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Pediatr Res. 2002 Mar;51(3):290-5.

Cecal colonization and systemic spread of Candida albicans in mice treated with antibiotics and dexamethasone.

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1
Department of Pediatrics, University of Minnesota, Minneapolis, Minnesota 55455, USA. bende001@tc.umn.edu

Abstract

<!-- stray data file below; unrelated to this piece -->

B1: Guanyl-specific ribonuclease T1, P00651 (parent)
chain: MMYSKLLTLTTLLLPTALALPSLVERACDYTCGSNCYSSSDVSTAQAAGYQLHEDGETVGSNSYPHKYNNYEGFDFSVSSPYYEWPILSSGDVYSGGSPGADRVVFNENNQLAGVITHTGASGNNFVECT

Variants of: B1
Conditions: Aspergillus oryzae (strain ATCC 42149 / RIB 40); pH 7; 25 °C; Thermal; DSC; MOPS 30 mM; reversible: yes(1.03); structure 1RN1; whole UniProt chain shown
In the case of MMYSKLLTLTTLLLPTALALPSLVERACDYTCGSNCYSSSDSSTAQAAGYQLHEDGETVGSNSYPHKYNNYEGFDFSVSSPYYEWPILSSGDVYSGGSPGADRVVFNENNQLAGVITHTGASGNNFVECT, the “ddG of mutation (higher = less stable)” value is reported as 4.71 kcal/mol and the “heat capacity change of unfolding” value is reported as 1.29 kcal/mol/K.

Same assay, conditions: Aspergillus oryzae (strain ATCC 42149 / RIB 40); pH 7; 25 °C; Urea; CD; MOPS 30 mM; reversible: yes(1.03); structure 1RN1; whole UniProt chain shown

Infections with Candida albicans have become a significant problem among very low birth weight infants in the neonatal intensive care unit. Risk factors are multiple and include administration of antibiotics and glucocorticoids, such as dexamethasone. Experiments were designed to study the combined effect of oral broad-spectrum antibiotics and parenteral dexamethasone on cecal colonization and extraintestinal dissemination of C. albicans in separate groups of mice that were orally inoculated with one of four C. albicans strains that were either wild-type INT1/INT1 or had one or more disruptions of the INT1 gene. Intestinal colonization was monitored by quantitative culture of the mouse cecum, and extraintestinal invasion was monitored by quantitative culture of the draining mesenteric lymph nodes and kidneys. At sacrifice, the average numbers of cecal C. albicans differed from 7.7 log(10)/g to 6.7 log(10)/g (p < 0.01) in mice orally inoculated with C. albicans containing two functional copies of INT1 and no functional copies of INT1, respectively. The incidence of extraintestinal dissemination to mesenteric lymph nodes and kidneys correspondingly varied from 57 to 13% (p < 0.01) and 83 to 4% (p < 0.01) in mice inoculated with these two C. albicans strains. Mice orally inoculated with C. albicans containing one functional copy of INT1 had intermediate levels of cecal colonization and extraintestinal dissemination. Thus, cecal colonization and extraintestinal dissemination of C. albicans was facilitated in antibiotic-treated mice given dexamethasone. In addition, the presence of two functional copies of the INT1 gene was associated with the greatest levels of cecal colonization and extraintestinal dissemination of C. albicans.

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